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WRAPUP 9-Putin finalises 'annexation' in Ukraine even as troops flee front

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Zelenskiy says Ukraine retakes territory in rapid advance

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Moscow maps show shrinking controlled areas

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Putin orders Russian state to seize nuclear plant

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Ukraine says Iranian-built drone used to strike near Kyiv

By Jonathan Landay and Felix Hoske

LYMAN/BILA TSERKVA, Ukraine, Oct 5 (Reuters) - President Vladimir Putin signed a law to incorporate four partially occupied Ukrainian regions into Russia on Wednesday, in what Kyiv called the act of a "collective madhouse" at a time when Russia's forces have been fleeing from the front lines.

The new law would incorporate around 18% of Ukraine's territory into Russia, equivalent to the area of Portugal, in Europe's biggest annexation since World War Two.

Russia does not fully control any of the four provinces it claims to have annexed, however, and Moscow has yet to demarcate what it now asserts to be Russia's new borders.

Ukrainian forces have recaptured thousands of square miles of territory since the start of September, including dozens of settlements in just the past few days.

A map of Russia's "new regions" published by state news agency RIA included the full territory of the Ukrainian provinces, but some parts were shaded and labelled as being under Ukrainian military control.

"They will be with Russia forever," Kremlin spokesman Dmitry Peskov said of the new regions, adding that settlements recaptured by Ukraine in recent days "will be returned".

Russia announced the annexation of Donetsk, Luhansk, Kherson and Zaporizhzhia provinces after staging referendums that Kyiv and the West say were phoney exercises held at gunpoint. Kyiv says it will never accept the illegal seizure of its territory by force.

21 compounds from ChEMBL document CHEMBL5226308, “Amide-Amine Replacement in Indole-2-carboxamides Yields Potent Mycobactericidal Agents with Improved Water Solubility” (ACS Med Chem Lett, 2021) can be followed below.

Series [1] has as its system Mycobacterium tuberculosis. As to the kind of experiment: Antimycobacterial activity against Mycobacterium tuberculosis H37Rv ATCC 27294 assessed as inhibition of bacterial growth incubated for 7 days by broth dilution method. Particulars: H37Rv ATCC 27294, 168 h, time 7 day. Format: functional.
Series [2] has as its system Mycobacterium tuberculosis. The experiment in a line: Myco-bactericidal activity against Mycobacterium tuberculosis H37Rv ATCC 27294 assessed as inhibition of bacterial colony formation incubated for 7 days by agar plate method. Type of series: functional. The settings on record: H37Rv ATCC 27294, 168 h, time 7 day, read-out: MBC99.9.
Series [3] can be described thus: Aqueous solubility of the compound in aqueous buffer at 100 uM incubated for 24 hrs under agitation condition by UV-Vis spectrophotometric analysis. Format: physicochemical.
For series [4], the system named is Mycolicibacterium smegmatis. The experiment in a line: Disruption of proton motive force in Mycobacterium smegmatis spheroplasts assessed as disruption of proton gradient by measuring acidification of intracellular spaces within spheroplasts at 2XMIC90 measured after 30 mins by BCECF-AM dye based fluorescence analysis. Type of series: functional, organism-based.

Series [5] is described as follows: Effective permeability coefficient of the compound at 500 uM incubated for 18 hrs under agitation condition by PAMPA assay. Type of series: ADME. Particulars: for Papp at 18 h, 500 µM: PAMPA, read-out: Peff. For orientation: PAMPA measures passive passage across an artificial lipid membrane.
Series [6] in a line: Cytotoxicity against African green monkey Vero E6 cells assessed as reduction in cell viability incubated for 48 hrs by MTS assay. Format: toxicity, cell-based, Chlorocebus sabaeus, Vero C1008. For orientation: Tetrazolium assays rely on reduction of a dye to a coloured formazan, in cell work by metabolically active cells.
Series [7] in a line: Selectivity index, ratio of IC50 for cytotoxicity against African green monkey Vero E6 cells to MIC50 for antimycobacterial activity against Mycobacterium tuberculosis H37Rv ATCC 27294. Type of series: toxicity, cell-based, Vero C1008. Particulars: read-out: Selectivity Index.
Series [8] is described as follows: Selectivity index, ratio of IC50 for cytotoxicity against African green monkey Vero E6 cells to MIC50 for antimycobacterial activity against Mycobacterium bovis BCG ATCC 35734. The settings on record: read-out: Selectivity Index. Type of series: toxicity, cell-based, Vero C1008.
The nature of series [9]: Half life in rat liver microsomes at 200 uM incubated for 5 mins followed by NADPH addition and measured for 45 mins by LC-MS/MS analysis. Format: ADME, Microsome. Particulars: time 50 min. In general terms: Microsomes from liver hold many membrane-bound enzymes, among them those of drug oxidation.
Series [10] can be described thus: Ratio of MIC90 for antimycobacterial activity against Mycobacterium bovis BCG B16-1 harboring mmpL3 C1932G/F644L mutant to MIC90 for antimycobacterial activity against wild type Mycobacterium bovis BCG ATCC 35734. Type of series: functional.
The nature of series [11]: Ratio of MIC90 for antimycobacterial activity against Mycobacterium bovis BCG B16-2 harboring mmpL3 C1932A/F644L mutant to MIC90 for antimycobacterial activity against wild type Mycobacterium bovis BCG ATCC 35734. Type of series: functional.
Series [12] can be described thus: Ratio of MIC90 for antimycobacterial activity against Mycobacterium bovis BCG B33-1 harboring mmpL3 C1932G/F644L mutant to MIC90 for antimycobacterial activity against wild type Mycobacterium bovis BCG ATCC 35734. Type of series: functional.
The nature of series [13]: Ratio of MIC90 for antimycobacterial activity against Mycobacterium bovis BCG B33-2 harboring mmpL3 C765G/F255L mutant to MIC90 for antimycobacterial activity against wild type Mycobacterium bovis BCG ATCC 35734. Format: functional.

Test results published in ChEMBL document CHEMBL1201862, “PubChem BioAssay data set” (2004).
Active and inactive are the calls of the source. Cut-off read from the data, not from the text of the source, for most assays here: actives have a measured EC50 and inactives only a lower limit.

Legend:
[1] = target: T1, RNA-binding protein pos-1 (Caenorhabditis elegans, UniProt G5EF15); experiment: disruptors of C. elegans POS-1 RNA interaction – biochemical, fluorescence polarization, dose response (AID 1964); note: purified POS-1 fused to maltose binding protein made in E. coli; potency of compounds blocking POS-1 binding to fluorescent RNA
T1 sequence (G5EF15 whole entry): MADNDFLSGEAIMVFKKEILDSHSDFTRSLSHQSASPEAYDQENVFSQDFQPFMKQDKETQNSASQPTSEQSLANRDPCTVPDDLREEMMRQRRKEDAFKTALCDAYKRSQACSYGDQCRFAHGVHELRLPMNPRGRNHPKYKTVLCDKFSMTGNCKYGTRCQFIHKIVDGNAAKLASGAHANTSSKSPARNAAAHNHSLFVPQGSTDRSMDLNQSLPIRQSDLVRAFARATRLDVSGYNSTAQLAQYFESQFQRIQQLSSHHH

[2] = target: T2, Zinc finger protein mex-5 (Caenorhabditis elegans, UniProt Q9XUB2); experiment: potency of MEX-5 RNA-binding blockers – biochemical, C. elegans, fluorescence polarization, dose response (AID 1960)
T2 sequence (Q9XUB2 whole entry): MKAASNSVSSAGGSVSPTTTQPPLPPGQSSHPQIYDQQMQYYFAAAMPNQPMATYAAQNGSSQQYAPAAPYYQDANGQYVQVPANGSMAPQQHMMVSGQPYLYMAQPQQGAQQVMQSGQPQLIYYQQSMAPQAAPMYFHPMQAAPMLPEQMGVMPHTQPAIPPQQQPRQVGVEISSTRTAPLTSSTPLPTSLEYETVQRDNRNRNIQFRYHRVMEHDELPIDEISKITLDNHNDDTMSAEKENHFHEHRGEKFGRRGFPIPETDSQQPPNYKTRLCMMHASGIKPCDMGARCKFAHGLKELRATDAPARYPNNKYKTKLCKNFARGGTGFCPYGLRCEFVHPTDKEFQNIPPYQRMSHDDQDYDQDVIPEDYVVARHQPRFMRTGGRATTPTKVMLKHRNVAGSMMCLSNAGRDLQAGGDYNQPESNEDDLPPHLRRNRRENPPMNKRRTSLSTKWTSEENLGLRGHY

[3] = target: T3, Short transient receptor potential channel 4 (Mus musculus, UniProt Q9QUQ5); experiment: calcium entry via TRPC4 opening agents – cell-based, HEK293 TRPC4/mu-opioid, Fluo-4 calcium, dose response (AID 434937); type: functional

Serhiy Gaidai, the governor of Luhansk, told national television that pro-Kyiv forces had liberated six villages in his region on Wednesday. He declined to give details.

BODIES IN TREES

The Russian moves come as momentum in the war has clearly swung in Ukraine's favour since the start of September.

Thousands of Russian troops fled their positions after the front line crumbled, first in the northeast, and, since the start of this week, also in the south.

"Worthless decisions by a terrorist country are not worth the paper they are signed on," Andriy Yermak, head of Ukraine's presidential office, said on Telegram of the annexation moves, which he said reminded him of a "collective madhouse".

Putin celebrated the annexations in a ceremony in the Kremlin followed by a concert on Red Square last week, only hours before Ukrainian forces captured Lyman, Russia's main bastion in the northern part of Donetsk in the east.

On Wednesday, the bodies of two Russian soldiers were still lying bloating in trees on opposite sides of the road near Lyman, close to the blasted hulks of cars and a van.

Occasional crumps echoed from distant fighting between retreating Russians and Ukrainian troops advancing toward a north-south highway that serves as one of the last supply routes for Russian forces in Luhansk province.